I had a completely different post planned for today. One about the potential subjectivity of facts. That's not the post I’ve written.
Instead, one night last week, I was curled up on my couch after dinner, enjoying the soft warmth of the velvety cushions, savoring a spoonful of my favorite chocolate peanut butter gelato. I had half an eye on the evening news when the anchor introduced a story that actually sounded newsworthy. Reports of deliberate starvation had made their way out of Madaya, in Syria.
There are moments when the ennui of daily life gives way to flashes of crystalline clarity. That was one of them. I felt guilty for eating ice cream while, far away, people were making meals of paper and air. What had been a delicious treat suddenly required tremendous effort to choke down.
I am part of the Live Aid generation. When I was a child, I watched the news coverage of the unremitting famine in Africa. This was not that. Not a matter of being unable to grow or import enough food to feed a desperate population. Instead, this was food held up in convoys and prevented from reaching the town. It’s the modern day application of techniques that played a starring role in castle sieges in days of old.
The key word there is old. As human beings, we have to get over this idea that contention is the only way to overcome differences. I would venture to say that contention here covers both physical and verbal behaviors, on a battlefield, in the halls of nations, in boardrooms, on street corners, and from behind the safety of screens.
Nobel Peace laureate Elie Wiesel said:
"When human lives are endangered, when human dignity is in jeopardy, national borders and sensitivities become irrelevant. Wherever men and women are persecuted because of their race, religion, or political views, that place must—at that moment—become the center of the universe.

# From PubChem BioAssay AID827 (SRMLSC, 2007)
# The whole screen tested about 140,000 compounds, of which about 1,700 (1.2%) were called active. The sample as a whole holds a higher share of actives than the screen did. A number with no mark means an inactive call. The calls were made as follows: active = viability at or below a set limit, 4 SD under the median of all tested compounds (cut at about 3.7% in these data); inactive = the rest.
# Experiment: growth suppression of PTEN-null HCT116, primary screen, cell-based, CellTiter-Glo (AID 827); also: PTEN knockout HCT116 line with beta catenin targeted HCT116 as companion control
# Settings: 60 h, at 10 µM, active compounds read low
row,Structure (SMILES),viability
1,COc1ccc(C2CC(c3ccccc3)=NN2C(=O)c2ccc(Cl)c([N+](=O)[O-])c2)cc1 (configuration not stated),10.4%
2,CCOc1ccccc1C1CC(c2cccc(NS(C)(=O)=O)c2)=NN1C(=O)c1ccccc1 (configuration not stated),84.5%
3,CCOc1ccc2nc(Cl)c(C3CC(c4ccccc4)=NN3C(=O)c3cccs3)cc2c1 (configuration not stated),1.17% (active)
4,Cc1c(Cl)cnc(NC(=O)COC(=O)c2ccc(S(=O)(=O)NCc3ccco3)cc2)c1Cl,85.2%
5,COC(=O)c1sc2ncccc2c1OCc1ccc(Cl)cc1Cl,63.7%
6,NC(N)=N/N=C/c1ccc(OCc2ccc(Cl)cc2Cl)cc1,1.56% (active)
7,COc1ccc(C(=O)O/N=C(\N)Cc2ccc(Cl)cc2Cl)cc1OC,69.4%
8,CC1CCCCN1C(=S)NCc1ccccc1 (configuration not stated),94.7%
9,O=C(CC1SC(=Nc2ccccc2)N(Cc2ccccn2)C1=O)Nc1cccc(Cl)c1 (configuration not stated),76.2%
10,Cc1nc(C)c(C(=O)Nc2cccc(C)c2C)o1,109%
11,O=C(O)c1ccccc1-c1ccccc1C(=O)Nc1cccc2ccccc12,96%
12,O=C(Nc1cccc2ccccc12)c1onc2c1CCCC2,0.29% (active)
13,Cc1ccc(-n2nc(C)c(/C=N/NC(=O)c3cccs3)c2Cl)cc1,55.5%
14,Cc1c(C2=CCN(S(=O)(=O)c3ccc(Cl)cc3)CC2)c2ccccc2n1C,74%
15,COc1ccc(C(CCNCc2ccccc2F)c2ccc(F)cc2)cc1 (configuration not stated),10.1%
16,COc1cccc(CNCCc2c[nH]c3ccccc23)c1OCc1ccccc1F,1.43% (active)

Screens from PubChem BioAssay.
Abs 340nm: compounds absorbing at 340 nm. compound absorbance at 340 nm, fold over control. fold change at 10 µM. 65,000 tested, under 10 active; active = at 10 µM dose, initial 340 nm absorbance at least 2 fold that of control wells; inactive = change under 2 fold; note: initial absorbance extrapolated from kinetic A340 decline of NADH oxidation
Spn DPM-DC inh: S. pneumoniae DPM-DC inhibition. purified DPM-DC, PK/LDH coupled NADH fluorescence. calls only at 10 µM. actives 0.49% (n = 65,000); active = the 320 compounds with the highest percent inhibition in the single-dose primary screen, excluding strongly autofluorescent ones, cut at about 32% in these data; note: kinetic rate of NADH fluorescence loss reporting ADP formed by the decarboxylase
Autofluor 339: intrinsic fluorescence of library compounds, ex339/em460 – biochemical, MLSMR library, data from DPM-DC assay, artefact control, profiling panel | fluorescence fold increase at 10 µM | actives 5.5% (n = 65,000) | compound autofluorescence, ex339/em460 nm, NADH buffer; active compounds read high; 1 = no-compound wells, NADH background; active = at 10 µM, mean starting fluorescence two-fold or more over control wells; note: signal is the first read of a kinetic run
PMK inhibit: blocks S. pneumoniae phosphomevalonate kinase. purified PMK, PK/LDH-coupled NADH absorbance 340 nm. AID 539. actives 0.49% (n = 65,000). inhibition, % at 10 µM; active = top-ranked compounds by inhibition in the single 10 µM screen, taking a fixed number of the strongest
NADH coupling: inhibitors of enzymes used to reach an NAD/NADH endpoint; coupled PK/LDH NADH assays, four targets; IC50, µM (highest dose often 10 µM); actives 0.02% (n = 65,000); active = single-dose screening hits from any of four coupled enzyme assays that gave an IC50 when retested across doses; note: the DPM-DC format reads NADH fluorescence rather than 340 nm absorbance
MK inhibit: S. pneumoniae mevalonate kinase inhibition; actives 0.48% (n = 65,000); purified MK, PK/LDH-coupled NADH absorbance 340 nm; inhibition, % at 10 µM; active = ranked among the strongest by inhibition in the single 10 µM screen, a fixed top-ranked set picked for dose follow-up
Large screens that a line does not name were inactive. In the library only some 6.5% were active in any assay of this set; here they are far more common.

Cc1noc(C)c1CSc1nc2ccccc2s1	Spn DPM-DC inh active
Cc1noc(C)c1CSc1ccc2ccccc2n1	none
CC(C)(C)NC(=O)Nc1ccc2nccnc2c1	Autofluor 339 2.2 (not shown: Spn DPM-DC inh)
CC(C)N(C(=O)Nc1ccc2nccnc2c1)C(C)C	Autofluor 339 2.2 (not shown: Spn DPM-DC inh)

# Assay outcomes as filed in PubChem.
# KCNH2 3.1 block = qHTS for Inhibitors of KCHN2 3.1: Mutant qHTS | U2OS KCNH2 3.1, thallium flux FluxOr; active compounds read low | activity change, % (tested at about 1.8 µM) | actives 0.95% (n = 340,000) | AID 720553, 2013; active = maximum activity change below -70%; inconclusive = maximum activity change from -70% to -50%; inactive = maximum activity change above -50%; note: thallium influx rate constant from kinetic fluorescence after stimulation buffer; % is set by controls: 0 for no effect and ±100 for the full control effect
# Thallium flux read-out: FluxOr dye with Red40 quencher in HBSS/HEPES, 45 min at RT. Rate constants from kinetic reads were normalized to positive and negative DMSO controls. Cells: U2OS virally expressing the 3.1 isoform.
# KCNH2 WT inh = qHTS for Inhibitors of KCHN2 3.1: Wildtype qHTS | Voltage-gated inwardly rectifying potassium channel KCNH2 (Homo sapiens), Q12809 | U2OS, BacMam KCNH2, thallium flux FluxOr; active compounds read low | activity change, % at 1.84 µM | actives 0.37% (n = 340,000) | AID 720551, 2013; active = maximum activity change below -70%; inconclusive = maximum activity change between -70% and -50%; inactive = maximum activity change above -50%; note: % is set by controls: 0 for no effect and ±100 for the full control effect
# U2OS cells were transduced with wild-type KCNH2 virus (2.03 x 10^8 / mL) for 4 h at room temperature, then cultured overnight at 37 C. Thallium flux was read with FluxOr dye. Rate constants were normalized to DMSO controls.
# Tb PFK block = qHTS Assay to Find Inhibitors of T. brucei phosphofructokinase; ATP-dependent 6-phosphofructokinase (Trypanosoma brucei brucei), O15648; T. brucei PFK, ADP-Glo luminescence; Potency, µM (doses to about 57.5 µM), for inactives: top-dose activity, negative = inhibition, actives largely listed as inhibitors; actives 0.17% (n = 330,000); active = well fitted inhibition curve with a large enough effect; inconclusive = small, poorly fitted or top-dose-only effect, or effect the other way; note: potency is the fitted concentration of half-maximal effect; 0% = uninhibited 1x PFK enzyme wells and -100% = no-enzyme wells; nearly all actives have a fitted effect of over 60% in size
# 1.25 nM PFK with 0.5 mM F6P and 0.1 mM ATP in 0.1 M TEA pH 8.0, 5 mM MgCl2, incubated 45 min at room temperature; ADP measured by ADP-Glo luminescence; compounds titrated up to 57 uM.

As beautiful and inspiring as that is, it’s also reactionary, especially now. What were clear areas of tension just 30 years ago have splintered into countless ruptures of discord that have triggered waves crashing into one another around the globe. Technology gives us all a front-row, real-time view while at the same time, providing a sterile sense of distance from which to armchair quarterback the events. The whole world is the center of the universe that Wiesel so wisely called us to recognize.
Trying to put out each fire individually is a futile game of global whack-a-mole—assuming that the moles are identifiable and the whacking strategy can be agreed upon by all involved. Trying to relieve the suffering after it’s happening is laudable, but doesn’t do anything to stop the cycle of human beings inflicting pain on one another.
As unfamiliar and unpopular as the idea may be, perhaps we need to take a hard look at ourselves and consider that all of the hatred and contention—among our countrymen and between nations and factions—might be symptoms of a spiritual sickness as much as a material one. Perhaps borders are already irrelevant, and there is no us and them, anywhere. And perhaps the solution is a spiritual one, too. I don’t mean what some might call a miracle, and I don’t mean that a particular expression of spirituality “wins.” Instead, I'm talking about high-mindedness, a recognition of every person’s inherent nobility from birth, and an attitude shift at a very basic, person-to-person level. Those daily actions create their own ever-growing, overlapping ripples around the world, too, in time.
`Abdu'l-Bahá described the behavior this way:
"Be ye loving fathers to the orphan, and a refuge to the helpless, and a treasury for the poor, and a cure for the ailing. Be ye the helpers of every victim of oppression, the patrons of the disadvantaged. Think ye at all times of rendering some service to every member of the human race. Pay ye no heed to aversion and rejection, to disdain, hostility, injustice: act ye in the opposite way. Be ye sincerely kind, not in appearance only. Let each one of God’s loved ones centre his attention on this: to be the Lord’s mercy to man; to be the Lord’s grace. Let him do some good to every person whose path he crosseth, and be of some benefit to him. Let him improve the character of each and all, and reorient the minds of men.”
Seem Utopian? Good. So there’s no harm in giving it a try, then, even if our own individual efforts all look very different. And maybe in a generation or three, starvation at one another’s hands, among other indignities and cruelties, will be an experience that people only find in history books.